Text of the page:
[Skip to Content]
Access to paid content on this site is currently suspended due to excessive activity being detected from your IP address Please contact the publisher to request reinstatement.
[Skip to Content Landing]
November 14, 1953


JAMA. 1953;153(11):1023. doi:10.1001/jama.1953.02940280031013

This article is only available in the PDF format. Download the PDF to view the article, as well as its associated figures and tables.


During the week of October 19 to 23, just before its 64th annual meeting, the Association of American Medical Colleges conducted its first teaching institute at Atlantic City. The area covered included physiology, biochemistry, and pharmacology. Over a year of careful preliminary planning lay behind the institute, and this was undoubtedly largely responsible for its outstanding success as a unique experience for the delegates attending from the medical schools of the United States and Canada. Initial small groups, followed by larger group discussion and eventual summarization, covered such important topics as content of courses, interrelationships between basic medical science departments and between basic medical science and clinical departments, teachers, and, finally, teaching and learning techniques.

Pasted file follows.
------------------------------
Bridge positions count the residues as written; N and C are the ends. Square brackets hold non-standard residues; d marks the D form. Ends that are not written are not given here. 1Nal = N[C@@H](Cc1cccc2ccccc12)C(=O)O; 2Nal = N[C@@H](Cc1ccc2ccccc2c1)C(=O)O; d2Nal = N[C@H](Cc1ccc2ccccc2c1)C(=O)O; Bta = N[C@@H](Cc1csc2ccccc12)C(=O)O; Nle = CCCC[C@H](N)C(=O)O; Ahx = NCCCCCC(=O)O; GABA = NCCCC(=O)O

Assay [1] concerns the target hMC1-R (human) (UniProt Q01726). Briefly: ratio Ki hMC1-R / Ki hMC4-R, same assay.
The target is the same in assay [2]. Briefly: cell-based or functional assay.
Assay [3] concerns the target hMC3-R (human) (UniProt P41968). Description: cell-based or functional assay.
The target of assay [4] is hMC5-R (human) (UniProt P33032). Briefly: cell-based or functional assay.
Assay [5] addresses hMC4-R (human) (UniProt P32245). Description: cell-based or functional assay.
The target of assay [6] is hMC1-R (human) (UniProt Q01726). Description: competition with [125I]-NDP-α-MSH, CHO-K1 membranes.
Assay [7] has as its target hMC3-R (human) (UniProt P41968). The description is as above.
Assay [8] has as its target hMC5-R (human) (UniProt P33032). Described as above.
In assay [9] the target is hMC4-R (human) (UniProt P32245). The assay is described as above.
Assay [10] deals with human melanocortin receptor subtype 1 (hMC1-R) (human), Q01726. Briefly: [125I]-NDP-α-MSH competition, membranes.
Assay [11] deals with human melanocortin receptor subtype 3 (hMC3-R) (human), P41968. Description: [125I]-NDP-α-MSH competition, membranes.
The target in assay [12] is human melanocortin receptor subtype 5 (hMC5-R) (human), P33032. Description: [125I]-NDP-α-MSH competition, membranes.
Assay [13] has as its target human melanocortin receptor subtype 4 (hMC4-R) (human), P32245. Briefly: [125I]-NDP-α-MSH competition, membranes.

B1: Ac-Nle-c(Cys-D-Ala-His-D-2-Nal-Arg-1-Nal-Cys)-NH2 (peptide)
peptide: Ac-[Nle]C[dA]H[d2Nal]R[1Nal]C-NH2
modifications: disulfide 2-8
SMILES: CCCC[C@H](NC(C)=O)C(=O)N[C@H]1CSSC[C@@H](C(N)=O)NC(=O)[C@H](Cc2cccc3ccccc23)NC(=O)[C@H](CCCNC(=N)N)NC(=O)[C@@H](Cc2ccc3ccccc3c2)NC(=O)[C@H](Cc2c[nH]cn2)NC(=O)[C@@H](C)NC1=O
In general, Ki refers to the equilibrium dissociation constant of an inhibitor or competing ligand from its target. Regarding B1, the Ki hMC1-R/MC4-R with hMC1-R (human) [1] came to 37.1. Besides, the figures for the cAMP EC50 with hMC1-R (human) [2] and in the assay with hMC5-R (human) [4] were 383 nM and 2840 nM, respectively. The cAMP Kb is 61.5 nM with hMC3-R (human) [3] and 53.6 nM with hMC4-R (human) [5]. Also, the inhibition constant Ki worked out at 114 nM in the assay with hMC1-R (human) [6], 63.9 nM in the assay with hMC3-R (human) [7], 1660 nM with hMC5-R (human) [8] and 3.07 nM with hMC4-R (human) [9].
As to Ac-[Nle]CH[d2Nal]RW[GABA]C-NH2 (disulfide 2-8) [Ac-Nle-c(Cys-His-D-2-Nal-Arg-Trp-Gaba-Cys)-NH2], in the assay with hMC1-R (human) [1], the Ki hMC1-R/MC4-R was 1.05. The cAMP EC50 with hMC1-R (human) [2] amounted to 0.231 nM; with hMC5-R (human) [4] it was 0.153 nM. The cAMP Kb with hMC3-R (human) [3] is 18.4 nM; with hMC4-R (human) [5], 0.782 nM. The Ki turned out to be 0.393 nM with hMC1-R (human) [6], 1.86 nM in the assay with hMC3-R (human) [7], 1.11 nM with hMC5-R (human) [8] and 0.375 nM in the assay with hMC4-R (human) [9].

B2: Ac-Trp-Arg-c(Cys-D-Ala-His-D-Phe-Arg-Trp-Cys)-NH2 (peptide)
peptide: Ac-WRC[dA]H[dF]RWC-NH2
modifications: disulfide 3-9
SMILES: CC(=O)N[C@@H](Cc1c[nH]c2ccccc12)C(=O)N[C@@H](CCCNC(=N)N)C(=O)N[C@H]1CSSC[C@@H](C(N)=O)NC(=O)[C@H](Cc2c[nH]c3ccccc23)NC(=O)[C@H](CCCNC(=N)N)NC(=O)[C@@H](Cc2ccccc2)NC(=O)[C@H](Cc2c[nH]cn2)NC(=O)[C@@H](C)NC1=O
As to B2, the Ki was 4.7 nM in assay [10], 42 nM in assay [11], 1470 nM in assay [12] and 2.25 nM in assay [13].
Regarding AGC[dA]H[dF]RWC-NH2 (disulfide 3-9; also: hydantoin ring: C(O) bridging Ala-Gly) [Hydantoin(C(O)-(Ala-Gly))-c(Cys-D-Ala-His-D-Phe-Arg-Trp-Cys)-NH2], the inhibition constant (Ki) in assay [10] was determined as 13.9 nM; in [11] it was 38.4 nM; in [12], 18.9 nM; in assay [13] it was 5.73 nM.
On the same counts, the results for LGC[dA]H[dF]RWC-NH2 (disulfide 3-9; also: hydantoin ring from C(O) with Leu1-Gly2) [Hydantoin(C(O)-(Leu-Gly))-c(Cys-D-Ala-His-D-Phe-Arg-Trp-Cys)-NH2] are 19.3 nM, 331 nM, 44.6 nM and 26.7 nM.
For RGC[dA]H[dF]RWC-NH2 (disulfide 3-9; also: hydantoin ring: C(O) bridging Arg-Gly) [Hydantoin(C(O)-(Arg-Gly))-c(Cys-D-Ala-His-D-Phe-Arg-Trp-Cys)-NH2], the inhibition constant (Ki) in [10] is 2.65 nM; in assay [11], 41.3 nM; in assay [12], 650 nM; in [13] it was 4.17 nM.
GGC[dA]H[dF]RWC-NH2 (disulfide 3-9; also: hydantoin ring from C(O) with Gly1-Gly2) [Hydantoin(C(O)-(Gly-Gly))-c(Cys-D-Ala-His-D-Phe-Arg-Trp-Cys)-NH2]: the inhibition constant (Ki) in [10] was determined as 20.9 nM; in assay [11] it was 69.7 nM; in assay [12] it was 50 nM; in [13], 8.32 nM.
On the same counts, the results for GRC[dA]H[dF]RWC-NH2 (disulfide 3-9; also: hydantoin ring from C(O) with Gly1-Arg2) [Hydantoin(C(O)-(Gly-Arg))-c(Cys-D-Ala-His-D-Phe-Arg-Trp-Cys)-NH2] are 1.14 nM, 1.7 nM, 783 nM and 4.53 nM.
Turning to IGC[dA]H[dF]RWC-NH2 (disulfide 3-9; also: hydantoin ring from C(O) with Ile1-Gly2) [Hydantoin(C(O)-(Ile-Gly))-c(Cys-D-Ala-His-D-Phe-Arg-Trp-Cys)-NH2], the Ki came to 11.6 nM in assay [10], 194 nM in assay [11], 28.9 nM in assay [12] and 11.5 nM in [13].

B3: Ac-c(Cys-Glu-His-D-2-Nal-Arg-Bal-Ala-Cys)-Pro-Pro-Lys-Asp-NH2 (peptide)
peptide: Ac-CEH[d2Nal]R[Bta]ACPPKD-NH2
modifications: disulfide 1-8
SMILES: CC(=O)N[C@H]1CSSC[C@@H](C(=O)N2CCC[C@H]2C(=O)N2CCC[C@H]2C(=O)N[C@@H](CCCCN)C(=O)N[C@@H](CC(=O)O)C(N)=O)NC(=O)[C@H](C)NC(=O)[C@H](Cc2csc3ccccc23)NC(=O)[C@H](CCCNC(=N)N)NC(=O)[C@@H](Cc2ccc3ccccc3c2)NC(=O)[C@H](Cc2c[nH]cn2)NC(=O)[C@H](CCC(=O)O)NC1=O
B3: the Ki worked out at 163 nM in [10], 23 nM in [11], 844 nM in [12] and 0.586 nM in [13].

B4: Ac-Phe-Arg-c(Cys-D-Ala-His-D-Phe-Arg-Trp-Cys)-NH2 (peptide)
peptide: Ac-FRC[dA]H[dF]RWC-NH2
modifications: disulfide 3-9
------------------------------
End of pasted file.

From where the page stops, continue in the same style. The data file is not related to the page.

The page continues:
The free interchange of ideas and the sincere discussions of the complex and perplexing problems associated with the vast increase in current knowledge in basic medical sciences did much to create better perspective on the

First Page Preview View Large
First page PDF preview
First page PDF preview